In determining whether there exists a genuine dispute as to a material fact, the Court is "required to resolve all ambiguities and draw all permissible factual inferences in favor of the party against whom summary judgment is sought." Johnson v. Killian, 680 F.3d 234, 236 (2d Cir. 2012) (quoting Terry v. Ashcroft, 336 F.3d 128, 137 (2d Cir. 2003)). The Court's job "is not to weigh the evidence or resolve issues of fact." Lucente v. Int'l Bus. Machines Corp., 310 F.3d 243, 254 (2d Cir. 2002). Rather, the Court must decide "whether a rational juror could find in favor of the non-moving party." Id.

IV. DISCUSSION

a. Choice of Law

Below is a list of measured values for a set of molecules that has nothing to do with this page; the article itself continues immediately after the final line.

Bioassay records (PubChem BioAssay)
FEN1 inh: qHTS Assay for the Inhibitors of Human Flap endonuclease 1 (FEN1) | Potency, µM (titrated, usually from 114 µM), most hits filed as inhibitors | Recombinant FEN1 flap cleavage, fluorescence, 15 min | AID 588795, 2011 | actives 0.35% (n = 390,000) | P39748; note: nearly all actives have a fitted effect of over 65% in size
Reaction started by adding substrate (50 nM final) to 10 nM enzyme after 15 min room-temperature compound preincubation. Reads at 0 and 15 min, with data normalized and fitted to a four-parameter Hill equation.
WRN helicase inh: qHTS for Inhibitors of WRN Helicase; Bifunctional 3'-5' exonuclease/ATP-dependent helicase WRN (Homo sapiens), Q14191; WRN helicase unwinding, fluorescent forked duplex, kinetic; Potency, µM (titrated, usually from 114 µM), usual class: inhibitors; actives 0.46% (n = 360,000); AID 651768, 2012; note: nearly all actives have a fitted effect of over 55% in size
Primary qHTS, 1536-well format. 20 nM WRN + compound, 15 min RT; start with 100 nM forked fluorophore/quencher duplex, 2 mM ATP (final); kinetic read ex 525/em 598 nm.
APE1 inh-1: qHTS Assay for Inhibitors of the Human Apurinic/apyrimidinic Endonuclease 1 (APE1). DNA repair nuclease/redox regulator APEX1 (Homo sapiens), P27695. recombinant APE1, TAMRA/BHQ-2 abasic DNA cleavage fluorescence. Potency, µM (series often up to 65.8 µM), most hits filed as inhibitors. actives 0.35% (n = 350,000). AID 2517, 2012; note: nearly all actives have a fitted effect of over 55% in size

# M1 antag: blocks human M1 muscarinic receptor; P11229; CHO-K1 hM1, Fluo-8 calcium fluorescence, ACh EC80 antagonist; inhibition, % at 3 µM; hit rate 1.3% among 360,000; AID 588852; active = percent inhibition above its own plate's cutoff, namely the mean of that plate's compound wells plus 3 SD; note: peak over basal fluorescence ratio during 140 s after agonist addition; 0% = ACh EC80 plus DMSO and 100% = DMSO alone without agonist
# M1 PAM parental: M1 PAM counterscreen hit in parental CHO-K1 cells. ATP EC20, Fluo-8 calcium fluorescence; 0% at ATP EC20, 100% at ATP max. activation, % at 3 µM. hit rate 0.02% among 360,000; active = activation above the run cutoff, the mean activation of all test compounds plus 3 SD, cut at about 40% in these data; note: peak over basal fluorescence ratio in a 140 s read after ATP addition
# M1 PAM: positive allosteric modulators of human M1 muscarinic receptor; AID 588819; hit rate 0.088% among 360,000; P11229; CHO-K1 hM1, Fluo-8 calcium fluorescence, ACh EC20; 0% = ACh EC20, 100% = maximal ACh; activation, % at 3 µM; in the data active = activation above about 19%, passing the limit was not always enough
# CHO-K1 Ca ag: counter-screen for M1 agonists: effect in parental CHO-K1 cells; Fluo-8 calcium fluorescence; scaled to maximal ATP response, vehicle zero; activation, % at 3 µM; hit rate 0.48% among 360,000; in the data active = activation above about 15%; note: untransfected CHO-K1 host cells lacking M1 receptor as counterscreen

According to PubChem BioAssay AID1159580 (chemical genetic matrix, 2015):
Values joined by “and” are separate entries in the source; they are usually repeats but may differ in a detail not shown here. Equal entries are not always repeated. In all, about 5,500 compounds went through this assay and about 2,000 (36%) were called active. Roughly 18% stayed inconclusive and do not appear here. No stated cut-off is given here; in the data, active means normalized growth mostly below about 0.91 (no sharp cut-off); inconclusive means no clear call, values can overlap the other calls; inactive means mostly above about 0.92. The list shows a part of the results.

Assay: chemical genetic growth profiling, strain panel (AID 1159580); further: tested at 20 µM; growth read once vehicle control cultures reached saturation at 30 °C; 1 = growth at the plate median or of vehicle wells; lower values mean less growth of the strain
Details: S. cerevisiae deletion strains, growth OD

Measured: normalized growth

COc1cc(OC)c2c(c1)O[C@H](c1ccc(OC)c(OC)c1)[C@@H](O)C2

A federal court sitting in diversity must apply the choice of law rules of the forum state. Licci ex rel. Licci v. Lebanese Canadian Bank, SAL, 672 F.3d 155, 157 (2d Cir. 2012). Under New York choice-of-law rules, "[t]he first step in any case presenting a potential choice of law issue is to determine whether there is an actual conflict between the laws of the jurisdictions involved." Matter of Allstate Ins. Co., 81 N.Y.2d 219, 223 (1993). "If no actual conflict exists, and if New York is among the relevant jurisdictions, the court may simply apply New York law." Licci, 672 F.3d at 157. If, however, an actual conflict exists, then "[t]he law of the jurisdiction having the greatest interest in the litigation will be applied and the only facts or contacts which obtain significance in defining State interests are those which relate to the purpose of the particular law in conflict." Schultz v. Boy Scouts of Am., Inc., 65 N.Y.2d 189, 197 (1985) (quoting Miller v. Miller, 22 N.Y.2d 15-16 (1968)) (internal quotations and alterations omitted).